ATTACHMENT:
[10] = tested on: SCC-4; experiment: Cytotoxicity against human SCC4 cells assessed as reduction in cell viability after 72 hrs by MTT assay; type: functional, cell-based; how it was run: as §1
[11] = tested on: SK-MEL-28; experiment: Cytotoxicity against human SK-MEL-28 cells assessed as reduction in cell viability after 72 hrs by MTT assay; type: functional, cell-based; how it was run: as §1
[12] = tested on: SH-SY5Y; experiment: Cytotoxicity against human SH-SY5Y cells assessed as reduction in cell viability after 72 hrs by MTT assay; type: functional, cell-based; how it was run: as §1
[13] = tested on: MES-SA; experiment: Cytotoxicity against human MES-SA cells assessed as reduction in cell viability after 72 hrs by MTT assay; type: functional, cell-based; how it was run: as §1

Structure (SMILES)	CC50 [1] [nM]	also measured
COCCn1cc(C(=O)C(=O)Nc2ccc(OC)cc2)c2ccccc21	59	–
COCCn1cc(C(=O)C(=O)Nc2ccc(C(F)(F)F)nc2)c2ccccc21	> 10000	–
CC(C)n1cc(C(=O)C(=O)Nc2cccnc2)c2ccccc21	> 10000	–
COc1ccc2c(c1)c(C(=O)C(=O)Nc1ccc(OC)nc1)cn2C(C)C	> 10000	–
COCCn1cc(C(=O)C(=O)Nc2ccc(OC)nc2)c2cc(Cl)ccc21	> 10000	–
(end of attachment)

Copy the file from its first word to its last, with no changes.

[10] = tested on: SCC-4; experiment: Cytotoxicity against human SCC4 cells assessed as reduction in cell viability after 72 hrs by MTT assay; type: functional, cell-based; how it was run: as §1
[11] = tested on: SK-MEL-28; experiment: Cytotoxicity against human SK-MEL-28 cells assessed as reduction in cell viability after 72 hrs by MTT assay; type: functional, cell-based; how it was run: as §1
[12] = tested on: SH-SY5Y; experiment: Cytotoxicity against human SH-SY5Y cells assessed as reduction in cell viability after 72 hrs by MTT assay; type: functional, cell-based; how it was run: as §1
[13] = tested on: MES-SA; experiment: Cytotoxicity against human MES-SA cells assessed as reduction in cell viability after 72 hrs by MTT assay; type: functional, cell-based; how it was run: as §1

Structure (SMILES)	CC50 [1] [nM]	also measured
COCCn1cc(C(=O)C(=O)Nc2ccc(OC)cc2)c2ccccc21	59	–
COCCn1cc(C(=O)C(=O)Nc2ccc(C(F)(F)F)nc2)c2ccccc21	> 10000	–
CC(C)n1cc(C(=O)C(=O)Nc2cccnc2)c2ccccc21	> 10000	–
COc1ccc2c(c1)c(C(=O)C(=O)Nc1ccc(OC)nc1)cn2C(C)C	> 10000	–
COCCn1cc(C(=O)C(=O)Nc2ccc(OC)nc2)c2cc(Cl)ccc21	> 10000	–